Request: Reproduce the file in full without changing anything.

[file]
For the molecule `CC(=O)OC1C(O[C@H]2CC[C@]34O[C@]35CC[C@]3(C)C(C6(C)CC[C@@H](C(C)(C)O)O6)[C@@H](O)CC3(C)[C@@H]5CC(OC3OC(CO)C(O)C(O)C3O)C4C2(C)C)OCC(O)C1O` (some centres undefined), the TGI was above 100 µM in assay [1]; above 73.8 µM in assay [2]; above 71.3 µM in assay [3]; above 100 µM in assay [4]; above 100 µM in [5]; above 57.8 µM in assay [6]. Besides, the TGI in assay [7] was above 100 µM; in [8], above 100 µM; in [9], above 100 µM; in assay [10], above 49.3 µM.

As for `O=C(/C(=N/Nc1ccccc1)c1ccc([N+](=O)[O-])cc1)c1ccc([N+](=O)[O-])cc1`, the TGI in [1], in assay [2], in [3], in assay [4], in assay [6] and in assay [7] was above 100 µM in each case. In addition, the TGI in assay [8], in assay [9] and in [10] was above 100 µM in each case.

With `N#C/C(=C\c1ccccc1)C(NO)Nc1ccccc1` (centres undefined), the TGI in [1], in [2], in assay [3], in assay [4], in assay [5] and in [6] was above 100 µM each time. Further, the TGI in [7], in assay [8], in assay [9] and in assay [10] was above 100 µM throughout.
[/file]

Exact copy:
For the molecule `CC(=O)OC1C(O[C@H]2CC[C@]34O[C@]35CC[C@]3(C)C(C6(C)CC[C@@H](C(C)(C)O)O6)[C@@H](O)CC3(C)[C@@H]5CC(OC3OC(CO)C(O)C(O)C3O)C4C2(C)C)OCC(O)C1O` (some centres undefined), the TGI was above 100 µM in assay [1]; above 73.8 µM in assay [2]; above 71.3 µM in assay [3]; above 100 µM in assay [4]; above 100 µM in [5]; above 57.8 µM in assay [6]. Besides, the TGI in assay [7] was above 100 µM; in [8], above 100 µM; in [9], above 100 µM; in assay [10], above 49.3 µM.

As for `O=C(/C(=N/Nc1ccccc1)c1ccc([N+](=O)[O-])cc1)c1ccc([N+](=O)[O-])cc1`, the TGI in [1], in assay [2], in [3], in assay [4], in assay [6] and in assay [7] was above 100 µM in each case. In addition, the TGI in assay [8], in assay [9] and in [10] was above 100 µM in each case.

With `N#C/C(=C\c1ccccc1)C(NO)Nc1ccccc1` (centres undefined), the TGI in [1], in [2], in assay [3], in assay [4], in assay [5] and in [6] was above 100 µM each time. Further, the TGI in [7], in assay [8], in assay [9] and in assay [10] was above 100 µM throughout.